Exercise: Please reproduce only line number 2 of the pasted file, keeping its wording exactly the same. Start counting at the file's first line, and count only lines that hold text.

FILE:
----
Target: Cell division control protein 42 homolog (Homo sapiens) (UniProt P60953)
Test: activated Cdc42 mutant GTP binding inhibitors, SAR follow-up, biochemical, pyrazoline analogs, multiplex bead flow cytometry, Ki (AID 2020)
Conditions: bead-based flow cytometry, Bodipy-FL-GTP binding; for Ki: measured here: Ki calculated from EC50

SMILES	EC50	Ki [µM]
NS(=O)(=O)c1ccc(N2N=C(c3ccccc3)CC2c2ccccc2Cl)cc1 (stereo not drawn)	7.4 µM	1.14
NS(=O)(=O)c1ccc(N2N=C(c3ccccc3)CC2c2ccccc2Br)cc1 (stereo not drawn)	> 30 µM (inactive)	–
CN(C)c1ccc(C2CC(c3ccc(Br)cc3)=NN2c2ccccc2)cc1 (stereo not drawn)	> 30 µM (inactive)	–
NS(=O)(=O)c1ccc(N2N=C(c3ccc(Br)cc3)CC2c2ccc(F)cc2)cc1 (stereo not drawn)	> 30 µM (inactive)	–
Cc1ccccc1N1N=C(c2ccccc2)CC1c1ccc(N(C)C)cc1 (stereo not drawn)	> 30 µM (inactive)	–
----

Test: activated Cdc42 mutant GTP binding inhibitors, SAR follow-up, biochemical, pyrazoline analogs, multiplex bead flow cytometry, Ki (AID 2020)